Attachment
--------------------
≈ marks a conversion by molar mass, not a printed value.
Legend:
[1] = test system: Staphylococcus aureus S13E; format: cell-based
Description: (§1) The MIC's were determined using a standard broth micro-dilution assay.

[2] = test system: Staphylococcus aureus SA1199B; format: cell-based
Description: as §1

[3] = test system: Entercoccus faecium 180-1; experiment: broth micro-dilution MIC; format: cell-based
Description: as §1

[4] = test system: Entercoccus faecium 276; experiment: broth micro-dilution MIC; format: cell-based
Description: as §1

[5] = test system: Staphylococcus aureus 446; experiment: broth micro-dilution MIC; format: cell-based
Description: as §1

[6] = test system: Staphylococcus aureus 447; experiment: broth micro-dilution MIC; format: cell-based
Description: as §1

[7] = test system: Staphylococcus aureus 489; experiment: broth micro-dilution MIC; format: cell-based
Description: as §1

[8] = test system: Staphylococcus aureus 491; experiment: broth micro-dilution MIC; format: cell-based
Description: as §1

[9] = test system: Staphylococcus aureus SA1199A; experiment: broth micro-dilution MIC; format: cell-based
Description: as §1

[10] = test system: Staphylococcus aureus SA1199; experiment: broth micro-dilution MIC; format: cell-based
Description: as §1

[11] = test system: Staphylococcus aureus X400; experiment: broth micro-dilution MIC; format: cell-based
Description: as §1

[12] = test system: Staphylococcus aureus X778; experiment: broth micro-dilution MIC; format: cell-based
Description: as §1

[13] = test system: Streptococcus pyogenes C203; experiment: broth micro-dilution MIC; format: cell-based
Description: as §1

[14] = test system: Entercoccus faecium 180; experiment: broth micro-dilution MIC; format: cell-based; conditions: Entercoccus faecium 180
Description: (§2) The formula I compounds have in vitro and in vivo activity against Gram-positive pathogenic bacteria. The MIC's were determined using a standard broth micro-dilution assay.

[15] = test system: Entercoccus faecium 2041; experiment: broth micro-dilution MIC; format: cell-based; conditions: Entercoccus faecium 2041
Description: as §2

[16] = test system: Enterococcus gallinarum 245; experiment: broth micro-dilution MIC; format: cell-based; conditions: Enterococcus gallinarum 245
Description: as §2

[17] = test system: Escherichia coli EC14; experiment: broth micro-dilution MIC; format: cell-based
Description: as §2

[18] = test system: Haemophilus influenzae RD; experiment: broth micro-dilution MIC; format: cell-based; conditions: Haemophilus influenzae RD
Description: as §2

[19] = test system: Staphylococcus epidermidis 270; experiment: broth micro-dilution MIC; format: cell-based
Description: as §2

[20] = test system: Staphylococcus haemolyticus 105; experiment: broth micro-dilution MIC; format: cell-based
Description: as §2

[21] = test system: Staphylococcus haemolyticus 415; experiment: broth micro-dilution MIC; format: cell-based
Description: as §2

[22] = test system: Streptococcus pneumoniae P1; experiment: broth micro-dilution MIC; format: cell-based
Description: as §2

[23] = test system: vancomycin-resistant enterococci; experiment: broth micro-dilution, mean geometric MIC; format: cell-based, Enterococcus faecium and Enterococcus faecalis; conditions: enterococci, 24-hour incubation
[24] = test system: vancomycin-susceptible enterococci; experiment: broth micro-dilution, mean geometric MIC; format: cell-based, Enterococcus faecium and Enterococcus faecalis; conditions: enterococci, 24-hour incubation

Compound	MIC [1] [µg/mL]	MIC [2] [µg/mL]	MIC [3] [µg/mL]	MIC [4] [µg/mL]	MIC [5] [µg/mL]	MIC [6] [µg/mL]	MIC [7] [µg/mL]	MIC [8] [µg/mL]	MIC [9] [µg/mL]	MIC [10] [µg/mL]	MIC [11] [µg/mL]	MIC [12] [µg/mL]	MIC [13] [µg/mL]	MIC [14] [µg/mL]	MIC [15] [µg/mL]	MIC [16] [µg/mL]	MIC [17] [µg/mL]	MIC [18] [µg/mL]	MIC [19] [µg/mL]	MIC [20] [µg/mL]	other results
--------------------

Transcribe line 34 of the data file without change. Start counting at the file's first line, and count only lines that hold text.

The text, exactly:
Description: as §2